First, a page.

Judge says DNR shouldn’t reissue key permit for northern Minnesota copper-nickel mine

An administrative law judge has recommended that state environmental officials don’t reissue a key permit for a proposed northern Minnesota copper-nickel mine, the latest setback for the mining company formally known as PolyMet.

PolyMet, a subsidiary of Glencore, is now known as NewRange Copper Nickel LLC, a joint venture between PolyMet and Teck Resources, according to court records.

On Tuesday, Administrative Law Judge James E. LaFave issued a 40-page ruling recommending the Minnesota Department of Natural Resources (DNR) deny a permit for the NorthMet Project because the company cannot effectively contain pollution from mining waste.

The contested case hearing that the judge ruled on was to determine if NewRange’s plan to use bentonite to prevent pollution complies with Minnesota regulations. The DNR’s commissioner can now take or leave LaFave’s recommendation and choose to grant or deny the application, with or without modifications.

Mine permits are required in part to limit the movement of water over and through mine waste. The NorthMet Project would be Minnesota’s first-ever copper-nickel-platinum group elements mine.

The project would entail 18 to 24 months of construction, followed by 20 years of mining. In an effort to satisfy Minnesota’s Reactive Waste Rule, NewRange submitted the bentonite amendment.

The Reactive Waste Rule requires companies to store mining waste in a way so that it is no longer “reactive” or guarantee that water won’t be able to flow over or through the waste.

NewRange’s solution to satisfy the Reactive Waste Rule consists of using bentonite — a clay that expands when it comes into contact with water or moisture, therefore limiting the amount of water and air that can pass through. The company’s plan involved storing the mining waste in a lake that has soil mixed with bentonite along the side slope, beaches, top and bottom of the lake.

The NorthMet Project would produce around 32,000 tons of ore and 42,000 tons of waste per day, on average. That equates to more than 225 million tons of mining waste over the 20-year life of the mine, court documents note.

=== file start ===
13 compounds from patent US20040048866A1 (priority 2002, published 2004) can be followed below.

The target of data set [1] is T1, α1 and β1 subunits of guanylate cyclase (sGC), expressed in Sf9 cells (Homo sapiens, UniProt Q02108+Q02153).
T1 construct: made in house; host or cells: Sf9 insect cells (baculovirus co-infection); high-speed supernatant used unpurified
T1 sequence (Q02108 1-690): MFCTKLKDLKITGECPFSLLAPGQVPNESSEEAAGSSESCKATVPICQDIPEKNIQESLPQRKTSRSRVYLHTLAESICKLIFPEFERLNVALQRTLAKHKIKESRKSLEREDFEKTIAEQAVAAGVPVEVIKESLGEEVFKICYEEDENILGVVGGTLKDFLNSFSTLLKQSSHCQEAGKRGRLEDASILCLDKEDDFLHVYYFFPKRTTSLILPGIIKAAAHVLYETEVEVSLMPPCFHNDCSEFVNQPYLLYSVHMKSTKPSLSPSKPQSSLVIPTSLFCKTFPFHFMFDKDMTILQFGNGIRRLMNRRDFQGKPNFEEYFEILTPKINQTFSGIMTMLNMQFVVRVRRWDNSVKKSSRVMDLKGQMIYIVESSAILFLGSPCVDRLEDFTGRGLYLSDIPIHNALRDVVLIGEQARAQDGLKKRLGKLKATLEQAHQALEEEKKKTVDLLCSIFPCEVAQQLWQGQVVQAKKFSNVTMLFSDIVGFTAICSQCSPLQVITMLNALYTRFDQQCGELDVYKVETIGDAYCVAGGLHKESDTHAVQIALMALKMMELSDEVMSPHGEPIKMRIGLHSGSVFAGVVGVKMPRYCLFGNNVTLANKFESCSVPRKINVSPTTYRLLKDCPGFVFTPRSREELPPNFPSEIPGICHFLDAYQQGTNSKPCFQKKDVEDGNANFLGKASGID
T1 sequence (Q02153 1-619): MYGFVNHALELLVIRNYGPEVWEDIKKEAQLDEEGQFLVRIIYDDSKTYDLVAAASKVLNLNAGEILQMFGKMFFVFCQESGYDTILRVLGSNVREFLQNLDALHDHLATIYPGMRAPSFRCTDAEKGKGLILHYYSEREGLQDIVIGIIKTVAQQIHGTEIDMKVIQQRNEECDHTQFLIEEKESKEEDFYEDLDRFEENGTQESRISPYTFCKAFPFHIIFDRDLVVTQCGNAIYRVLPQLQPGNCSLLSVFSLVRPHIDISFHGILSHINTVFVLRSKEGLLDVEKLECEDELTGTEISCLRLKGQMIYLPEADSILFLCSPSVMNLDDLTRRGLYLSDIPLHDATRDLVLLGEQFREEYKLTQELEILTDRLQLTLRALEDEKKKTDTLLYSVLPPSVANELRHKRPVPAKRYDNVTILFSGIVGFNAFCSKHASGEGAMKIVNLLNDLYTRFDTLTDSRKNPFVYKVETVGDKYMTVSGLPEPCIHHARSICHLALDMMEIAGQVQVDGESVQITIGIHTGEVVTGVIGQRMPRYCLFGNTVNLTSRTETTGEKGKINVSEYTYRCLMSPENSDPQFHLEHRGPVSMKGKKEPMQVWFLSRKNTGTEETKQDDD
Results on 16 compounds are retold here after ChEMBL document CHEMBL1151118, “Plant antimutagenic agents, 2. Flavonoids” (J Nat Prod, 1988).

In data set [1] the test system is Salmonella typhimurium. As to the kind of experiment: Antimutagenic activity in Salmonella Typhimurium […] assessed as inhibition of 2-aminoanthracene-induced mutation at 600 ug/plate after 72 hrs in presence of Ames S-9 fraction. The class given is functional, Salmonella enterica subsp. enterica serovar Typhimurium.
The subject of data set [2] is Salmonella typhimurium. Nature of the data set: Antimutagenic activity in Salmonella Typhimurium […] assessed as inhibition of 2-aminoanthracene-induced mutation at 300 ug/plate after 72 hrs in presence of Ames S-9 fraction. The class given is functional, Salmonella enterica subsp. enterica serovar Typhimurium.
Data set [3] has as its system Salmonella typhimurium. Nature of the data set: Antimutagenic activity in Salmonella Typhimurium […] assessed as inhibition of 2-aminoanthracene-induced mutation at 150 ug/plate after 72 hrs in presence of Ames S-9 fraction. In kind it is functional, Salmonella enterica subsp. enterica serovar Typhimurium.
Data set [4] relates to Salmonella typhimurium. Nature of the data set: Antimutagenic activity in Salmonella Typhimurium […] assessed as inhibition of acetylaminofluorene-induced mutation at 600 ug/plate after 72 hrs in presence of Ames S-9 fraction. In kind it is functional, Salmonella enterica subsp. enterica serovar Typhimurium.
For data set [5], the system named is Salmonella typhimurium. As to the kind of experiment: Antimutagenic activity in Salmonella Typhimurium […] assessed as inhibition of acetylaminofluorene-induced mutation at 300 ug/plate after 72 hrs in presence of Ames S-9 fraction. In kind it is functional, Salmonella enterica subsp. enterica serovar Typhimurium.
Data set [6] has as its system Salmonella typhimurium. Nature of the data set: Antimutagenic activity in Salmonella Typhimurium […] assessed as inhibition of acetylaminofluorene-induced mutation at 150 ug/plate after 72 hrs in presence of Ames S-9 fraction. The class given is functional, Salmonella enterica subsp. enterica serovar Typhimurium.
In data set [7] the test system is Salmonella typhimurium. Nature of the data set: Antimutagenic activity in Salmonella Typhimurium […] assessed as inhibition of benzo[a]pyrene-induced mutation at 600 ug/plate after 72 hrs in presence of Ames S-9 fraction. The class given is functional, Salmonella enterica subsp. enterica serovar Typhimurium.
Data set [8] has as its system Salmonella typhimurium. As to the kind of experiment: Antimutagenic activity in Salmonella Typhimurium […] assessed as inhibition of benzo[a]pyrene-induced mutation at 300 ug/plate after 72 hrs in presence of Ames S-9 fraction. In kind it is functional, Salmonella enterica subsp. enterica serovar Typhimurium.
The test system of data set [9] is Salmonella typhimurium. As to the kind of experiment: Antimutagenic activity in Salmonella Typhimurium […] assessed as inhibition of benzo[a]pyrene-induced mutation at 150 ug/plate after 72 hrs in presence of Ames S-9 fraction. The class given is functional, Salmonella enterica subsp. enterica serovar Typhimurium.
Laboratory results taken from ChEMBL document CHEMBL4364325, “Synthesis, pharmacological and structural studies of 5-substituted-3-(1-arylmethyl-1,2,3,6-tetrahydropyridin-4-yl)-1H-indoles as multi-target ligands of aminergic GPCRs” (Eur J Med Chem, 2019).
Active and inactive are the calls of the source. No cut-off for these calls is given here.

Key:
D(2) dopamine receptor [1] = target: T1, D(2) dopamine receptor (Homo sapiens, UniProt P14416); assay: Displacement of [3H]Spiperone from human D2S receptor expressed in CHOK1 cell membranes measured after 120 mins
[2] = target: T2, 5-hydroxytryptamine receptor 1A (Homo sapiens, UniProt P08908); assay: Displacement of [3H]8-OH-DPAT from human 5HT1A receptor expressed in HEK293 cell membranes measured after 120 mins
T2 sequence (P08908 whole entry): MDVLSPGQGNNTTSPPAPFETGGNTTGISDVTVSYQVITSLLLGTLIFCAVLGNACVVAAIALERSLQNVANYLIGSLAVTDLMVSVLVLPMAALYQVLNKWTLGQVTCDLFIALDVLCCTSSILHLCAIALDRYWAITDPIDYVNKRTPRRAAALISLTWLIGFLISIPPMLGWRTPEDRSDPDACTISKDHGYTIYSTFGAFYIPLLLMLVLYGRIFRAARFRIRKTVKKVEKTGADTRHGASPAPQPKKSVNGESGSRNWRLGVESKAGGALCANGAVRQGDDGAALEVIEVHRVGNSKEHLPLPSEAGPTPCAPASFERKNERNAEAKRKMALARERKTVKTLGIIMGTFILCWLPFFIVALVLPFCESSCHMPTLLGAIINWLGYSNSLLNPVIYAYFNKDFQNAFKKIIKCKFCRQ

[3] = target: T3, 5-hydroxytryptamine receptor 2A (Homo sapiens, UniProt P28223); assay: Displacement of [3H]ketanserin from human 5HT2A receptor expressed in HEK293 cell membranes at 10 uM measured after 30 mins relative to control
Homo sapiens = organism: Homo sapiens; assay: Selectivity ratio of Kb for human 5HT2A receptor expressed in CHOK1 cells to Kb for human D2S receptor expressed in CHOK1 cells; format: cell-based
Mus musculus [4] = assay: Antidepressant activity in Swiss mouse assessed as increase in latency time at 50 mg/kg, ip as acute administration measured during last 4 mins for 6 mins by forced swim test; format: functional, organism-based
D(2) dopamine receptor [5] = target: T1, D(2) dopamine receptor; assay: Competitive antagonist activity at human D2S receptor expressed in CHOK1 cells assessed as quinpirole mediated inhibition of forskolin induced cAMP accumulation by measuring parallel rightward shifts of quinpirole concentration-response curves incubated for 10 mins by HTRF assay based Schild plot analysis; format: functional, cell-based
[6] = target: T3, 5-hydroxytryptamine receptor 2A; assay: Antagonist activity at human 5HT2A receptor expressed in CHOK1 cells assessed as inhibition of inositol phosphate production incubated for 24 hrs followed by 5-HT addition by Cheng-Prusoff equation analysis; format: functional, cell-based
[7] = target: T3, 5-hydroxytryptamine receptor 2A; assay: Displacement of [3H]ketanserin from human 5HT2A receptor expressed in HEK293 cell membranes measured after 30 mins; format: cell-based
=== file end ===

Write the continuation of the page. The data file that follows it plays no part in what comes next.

According to NewRange’s plan, all waste rock would be ground into sand and turned into a slurry that would be stored in the waste lake.

In his ruling, LaFave wrote that NewRange’s mining waste would still be reactive, so the company would have to keep water out of the waste. However, he determined the company’s plan “would not help ensure that the NorthMet Project will permanently prevent all the water from moving through or over the mine waste.”

NewRange estimates that, by design, around 298 million gallons of water will move over or through the mining waste every year. Of that, around 160 million gallons of water will seep from the pond, 73 million gallons of water will seep through the beaches, and 65 million gallons of water will seep from the dams, according to documents for the contested case hearing.

In the court documents, NewRange argues that 298 gallons is a small portion relative to the over 32 billion gallons of water in the lake, as that spillage accounts for just 0.044% of the total water.

However, several conservation organizations disagree on that point.

The organizations argued in the contested case hearing that the issue is the amount of water going over or through the mining waste — and not the percentage of the total stored water that will seep from the lake. They added that whatever the law considers “substantially all” to mean, 298 million gallons per year isn’t it.

“For example, if 298 million gallons were measured in Olympic-sized swimming pools, the water would fill 451 pools. Lined up end-to-end, the pools would stretch for a distance of nearly 14 miles,” a spokesperson for the conservative organizations said in the ruling.

LaFave agreed, writing that the law requires NewRange to prevent water from moving over and through mining waste and, by the company’s own admission, that won’t happen under the current plan.

A statement from the MCEA and Friends of the Boundary Waters can be found HERE.

5 EYEWITNESS NEWS has reached out to NewRange for a comment and will update accordingly.

RELATED: Minnesota Supreme Court deals another blow to proposed PolyMet mine, criticizes MPCA actions